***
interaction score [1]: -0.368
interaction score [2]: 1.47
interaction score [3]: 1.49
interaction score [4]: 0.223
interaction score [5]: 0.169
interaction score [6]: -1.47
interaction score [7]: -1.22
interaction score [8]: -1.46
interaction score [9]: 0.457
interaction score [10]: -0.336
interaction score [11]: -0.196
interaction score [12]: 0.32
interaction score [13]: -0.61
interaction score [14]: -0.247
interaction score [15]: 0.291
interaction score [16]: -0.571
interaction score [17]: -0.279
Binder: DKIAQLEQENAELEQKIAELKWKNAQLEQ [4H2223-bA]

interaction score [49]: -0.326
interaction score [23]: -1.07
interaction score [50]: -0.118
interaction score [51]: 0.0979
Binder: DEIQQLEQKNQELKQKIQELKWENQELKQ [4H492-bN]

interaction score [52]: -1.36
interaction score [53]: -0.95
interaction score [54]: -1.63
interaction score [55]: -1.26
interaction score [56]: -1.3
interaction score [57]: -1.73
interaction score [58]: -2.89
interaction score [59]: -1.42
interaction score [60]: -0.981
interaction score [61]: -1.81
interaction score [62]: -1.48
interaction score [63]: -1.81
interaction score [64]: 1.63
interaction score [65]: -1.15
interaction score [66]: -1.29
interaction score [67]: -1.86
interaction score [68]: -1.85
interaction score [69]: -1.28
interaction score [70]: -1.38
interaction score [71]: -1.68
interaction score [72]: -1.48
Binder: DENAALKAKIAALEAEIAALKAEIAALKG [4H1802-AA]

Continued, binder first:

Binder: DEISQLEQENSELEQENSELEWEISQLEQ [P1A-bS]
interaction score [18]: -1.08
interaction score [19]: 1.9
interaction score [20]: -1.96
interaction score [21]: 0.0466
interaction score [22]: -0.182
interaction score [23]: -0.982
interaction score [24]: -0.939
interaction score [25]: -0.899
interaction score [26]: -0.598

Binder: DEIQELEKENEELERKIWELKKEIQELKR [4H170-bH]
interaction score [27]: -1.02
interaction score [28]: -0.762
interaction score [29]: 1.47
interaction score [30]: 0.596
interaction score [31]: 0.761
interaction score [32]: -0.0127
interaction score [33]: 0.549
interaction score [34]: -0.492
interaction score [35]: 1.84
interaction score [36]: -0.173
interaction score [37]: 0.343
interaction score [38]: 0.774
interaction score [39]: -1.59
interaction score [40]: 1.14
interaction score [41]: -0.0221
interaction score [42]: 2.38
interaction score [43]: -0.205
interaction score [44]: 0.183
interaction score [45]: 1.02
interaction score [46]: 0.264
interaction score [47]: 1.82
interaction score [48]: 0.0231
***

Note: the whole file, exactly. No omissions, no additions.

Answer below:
interaction score [1]: -0.368
interaction score [2]: 1.47
interaction score [3]: 1.49
interaction score [4]: 0.223
interaction score [5]: 0.169
interaction score [6]: -1.47
interaction score [7]: -1.22
interaction score [8]: -1.46
interaction score [9]: 0.457
interaction score [10]: -0.336
interaction score [11]: -0.196
interaction score [12]: 0.32
interaction score [13]: -0.61
interaction score [14]: -0.247
interaction score [15]: 0.291
interaction score [16]: -0.571
interaction score [17]: -0.279
Binder: DKIAQLEQENAELEQKIAELKWKNAQLEQ [4H2223-bA]

interaction score [49]: -0.326
interaction score [23]: -1.07
interaction score [50]: -0.118
interaction score [51]: 0.0979
Binder: DEIQQLEQKNQELKQKIQELKWENQELKQ [4H492-bN]

interaction score [52]: -1.36
interaction score [53]: -0.95
interaction score [54]: -1.63
interaction score [55]: -1.26
interaction score [56]: -1.3
interaction score [57]: -1.73
interaction score [58]: -2.89
interaction score [59]: -1.42
interaction score [60]: -0.981
interaction score [61]: -1.81
interaction score [62]: -1.48
interaction score [63]: -1.81
interaction score [64]: 1.63
interaction score [65]: -1.15
interaction score [66]: -1.29
interaction score [67]: -1.86
interaction score [68]: -1.85
interaction score [69]: -1.28
interaction score [70]: -1.38
interaction score [71]: -1.68
interaction score [72]: -1.48
Binder: DENAALKAKIAALEAEIAALKAEIAALKG [4H1802-AA]

Continued, binder first:

Binder: DEISQLEQENSELEQENSELEWEISQLEQ [P1A-bS]
interaction score [18]: -1.08
interaction score [19]: 1.9
interaction score [20]: -1.96
interaction score [21]: 0.0466
interaction score [22]: -0.182
interaction score [23]: -0.982
interaction score [24]: -0.939
interaction score [25]: -0.899
interaction score [26]: -0.598

Binder: DEIQELEKENEELERKIWELKKEIQELKR [4H170-bH]
interaction score [27]: -1.02
interaction score [28]: -0.762
interaction score [29]: 1.47
interaction score [30]: 0.596
interaction score [31]: 0.761
interaction score [32]: -0.0127
interaction score [33]: 0.549
interaction score [34]: -0.492
interaction score [35]: 1.84
interaction score [36]: -0.173
interaction score [37]: 0.343
interaction score [38]: 0.774
interaction score [39]: -1.59
interaction score [40]: 1.14
interaction score [41]: -0.0221
interaction score [42]: 2.38
interaction score [43]: -0.205
interaction score [44]: 0.183
interaction score [45]: 1.02
interaction score [46]: 0.264
interaction score [47]: 1.82
interaction score [48]: 0.0231